Practical experience is invaluable. Implementing ResNet from scratch or using existing frameworks will allow learners to grasp the intricacies and advantages of this architecture.
 This handson experience is supplemented by observing the performance of ResNet on real datasets and contrasting it against nonresidual architectures.
 Deep Dive into ResNet’s Efficacy:
 Understanding why ResNets work so well is crucial. The ability of ResNets to learn identity functions, combined with the ease of training deeper networks without degradation, contributes to their success.
 Future lessons or discussions might provide more intuitive or mathematical explanations behind the phenomena observed with ResNet’s performance.
Why do ResNets work?

Degradation Problem in Deep Networks: In plain deep networks (those without residual connections), performance tends to degrade with an increase in depth. It becomes difficult for them to learn even the identity function, which might seem counterintuitive, given that deeper networks should have greater representational capacity.

Identity Function in ResNets: Residual networks, or ResNets, mitigate the degradation problem. The skip connections or shortcuts in ResNets allow them to easily learn the identity function. This essentially means that the outputs of certain layers can be directly fed into layers deeper in the network without any transformation.
 Mathematical Explanation:
 Given an activation \(a[l]\), the next activation after two layers can be represented as \(a[l+2]\) with the residual block.
 If the weight \(w[l+2]\) shrinks toward zero (perhaps due to L2 regularization), the activation can approximate the identity function. So, \(a[l+2] \approx a[l]\).
 This means that the deep network can behave similarly to a shallower one when needed, but also has the capacity to learn more complex functions if the data demands it.

Not Just About Maintaining Performance: The goal of using ResNets isn’t just about preventing degradation in performance. By making it easier to learn the identity function, you set a “performance floor.” From this baseline, the added layers can then focus on capturing any additional patterns in the data, potentially improving the model’s performance.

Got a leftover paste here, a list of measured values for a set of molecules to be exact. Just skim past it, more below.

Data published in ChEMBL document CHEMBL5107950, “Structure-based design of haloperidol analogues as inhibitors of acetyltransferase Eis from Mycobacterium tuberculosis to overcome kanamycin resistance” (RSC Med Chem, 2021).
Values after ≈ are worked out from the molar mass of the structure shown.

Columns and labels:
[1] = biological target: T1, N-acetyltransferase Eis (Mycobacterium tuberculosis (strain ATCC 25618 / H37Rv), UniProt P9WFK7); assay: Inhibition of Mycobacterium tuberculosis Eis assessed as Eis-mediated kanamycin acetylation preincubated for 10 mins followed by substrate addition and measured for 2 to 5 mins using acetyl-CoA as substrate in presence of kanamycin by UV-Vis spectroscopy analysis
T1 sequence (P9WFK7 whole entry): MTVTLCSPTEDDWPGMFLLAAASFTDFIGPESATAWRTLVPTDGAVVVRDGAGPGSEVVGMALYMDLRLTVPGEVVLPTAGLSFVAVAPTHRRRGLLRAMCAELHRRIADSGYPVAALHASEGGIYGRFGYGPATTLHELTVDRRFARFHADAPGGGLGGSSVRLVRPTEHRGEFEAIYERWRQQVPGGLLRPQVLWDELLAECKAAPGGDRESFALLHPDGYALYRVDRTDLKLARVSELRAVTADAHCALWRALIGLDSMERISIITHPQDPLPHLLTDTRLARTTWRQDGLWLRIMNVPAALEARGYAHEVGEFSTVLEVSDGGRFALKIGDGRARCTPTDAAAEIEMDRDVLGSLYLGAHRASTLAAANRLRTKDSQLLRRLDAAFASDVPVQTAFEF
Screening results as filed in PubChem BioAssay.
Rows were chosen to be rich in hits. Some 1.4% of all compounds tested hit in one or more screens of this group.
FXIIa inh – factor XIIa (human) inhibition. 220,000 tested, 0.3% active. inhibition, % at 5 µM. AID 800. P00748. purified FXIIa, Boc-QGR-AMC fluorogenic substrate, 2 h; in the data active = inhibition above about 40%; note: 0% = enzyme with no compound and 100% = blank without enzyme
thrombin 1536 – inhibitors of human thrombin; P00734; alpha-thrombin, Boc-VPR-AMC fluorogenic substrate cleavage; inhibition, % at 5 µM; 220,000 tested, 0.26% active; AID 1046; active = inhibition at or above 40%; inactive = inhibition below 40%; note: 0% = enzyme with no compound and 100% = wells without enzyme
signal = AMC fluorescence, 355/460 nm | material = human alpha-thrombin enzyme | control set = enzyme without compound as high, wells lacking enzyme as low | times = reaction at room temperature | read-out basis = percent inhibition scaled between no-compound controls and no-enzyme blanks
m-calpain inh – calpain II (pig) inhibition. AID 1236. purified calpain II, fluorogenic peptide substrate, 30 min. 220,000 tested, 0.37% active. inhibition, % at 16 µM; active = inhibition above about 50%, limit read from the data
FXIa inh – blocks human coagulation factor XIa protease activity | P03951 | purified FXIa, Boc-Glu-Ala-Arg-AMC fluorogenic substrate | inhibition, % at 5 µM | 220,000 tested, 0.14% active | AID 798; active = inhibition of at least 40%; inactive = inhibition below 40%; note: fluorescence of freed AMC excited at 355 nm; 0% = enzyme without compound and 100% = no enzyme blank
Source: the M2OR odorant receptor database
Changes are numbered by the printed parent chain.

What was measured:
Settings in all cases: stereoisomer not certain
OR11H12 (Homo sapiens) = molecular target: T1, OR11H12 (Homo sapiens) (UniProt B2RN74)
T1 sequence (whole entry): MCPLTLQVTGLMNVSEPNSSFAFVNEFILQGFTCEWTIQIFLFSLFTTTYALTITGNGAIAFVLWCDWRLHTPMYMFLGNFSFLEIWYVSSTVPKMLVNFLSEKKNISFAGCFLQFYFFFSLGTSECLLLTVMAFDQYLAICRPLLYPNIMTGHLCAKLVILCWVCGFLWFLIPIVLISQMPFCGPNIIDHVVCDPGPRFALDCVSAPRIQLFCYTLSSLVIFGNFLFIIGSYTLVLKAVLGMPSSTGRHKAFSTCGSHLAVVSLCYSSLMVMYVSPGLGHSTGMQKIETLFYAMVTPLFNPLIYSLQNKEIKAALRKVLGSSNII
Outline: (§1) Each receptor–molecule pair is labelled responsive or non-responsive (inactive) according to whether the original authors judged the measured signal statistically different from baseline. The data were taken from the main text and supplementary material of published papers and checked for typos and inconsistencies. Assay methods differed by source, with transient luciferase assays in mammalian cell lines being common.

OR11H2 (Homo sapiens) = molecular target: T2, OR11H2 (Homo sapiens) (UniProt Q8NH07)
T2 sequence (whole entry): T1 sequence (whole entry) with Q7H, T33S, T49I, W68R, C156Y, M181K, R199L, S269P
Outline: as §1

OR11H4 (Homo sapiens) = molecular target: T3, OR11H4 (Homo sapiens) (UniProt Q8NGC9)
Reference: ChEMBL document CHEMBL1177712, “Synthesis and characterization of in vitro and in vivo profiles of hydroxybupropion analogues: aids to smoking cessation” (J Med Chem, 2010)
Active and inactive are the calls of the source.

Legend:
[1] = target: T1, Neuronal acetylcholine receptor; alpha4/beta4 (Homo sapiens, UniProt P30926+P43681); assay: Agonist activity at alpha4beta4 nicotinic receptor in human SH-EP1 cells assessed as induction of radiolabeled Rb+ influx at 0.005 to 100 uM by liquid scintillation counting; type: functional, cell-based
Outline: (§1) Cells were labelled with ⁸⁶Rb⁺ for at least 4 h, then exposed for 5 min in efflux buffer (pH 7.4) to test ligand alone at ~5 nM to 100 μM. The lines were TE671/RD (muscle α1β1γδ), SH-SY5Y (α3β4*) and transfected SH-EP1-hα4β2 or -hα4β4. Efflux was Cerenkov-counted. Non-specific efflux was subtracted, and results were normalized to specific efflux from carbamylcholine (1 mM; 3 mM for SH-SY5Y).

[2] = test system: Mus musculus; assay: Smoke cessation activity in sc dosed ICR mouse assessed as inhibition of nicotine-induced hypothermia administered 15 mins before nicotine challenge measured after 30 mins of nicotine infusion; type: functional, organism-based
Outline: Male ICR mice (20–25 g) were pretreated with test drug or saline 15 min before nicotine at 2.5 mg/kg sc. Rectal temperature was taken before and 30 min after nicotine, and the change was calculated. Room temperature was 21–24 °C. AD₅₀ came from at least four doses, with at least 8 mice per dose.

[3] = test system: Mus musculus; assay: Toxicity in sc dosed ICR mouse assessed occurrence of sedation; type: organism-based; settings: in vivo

Dimension Matching in Residual Connections:
 For the residual connections to work, the dimensions of the input and output of the skip connection must match.
 Same convolutions are commonly used to preserve these dimensions. If dimensions don’t match, a linear transformation (like using the matrix \(W_s\)) can be applied to match them.
 Visual Representation & Architecture:
 Looking at ResNets visually, as shown in the images from the paper, makes it clear how the skip connections work in tandem with the main network path. This design emphasizes the beauty of ResNets: they can easily fall back to the identity function but have the flexibility to learn more.
 Teaser for One by One Convolutions: One by one convolutions, which you hinted at for the next discussion, are an interesting and effective design choice in convolutional neural networks. They allow for dimensionality reduction and increased network depth without a significant increase in computational cost.
1x1 Convolutions
 One by one convolutions, also known as “Network in Network” or 1x1 convolutions, are influential techniques in neural network architectures. While at first glance it might seem like a 1x1 convolution would merely multiply values by a scalar, it is much more powerful, especially when considering multichannel input.
 For a single channel image, a 1x1 convolution essentially multiplies the image by a scalar value. However, for multichannel images, a 1x1xN convolution (where N is the number of channels) applies a unique scalar multiplication to each channel and can add nonlinearity. This is like applying a fully connected neural network to each position in the input.
 One of the primary utilities of 1x1 convolutions is their ability to modify the number of channels in the output. For instance, if you have an input with many channels and you want to reduce that number, you can use 1x1 convolutions. This method is especially useful for computational efficiency and can be used to shrink, maintain, or increase the number of channels.
 This technique of 1x1 convolutions plays a crucial role in architectures like the inception network, as it provides a way to adjust and optimize channel dimensions, adding nonlinearity and depth without a significant computational burden. The following content will delve deeper into the inception network and how 1x1 convolutions fit into its structure.
Practical advice for CNNs
Transfer Learning
 Transfer learning can significantly accelerate progress in computer vision applications by using pretrained weights from someone else’s network instead of starting from scratch.
 Many available datasets online, like ImageNet, MS COCO, or Pascal, have been utilized by researchers, and their trained weights are available for download.
 Using a hypothetical example:
 If you want to build a cat detector for your specific cats, named Tigger and Misty, with limited photos, you can:
 Download an opensource neural network trained on large datasets.
 Remove the original softmax layer of the downloaded network.
 Add your softmax layer for “Tigger”, “Misty”, or “neither” classifications.
 Keep the previous layers’ parameters frozen and only train the newly added softmax layer.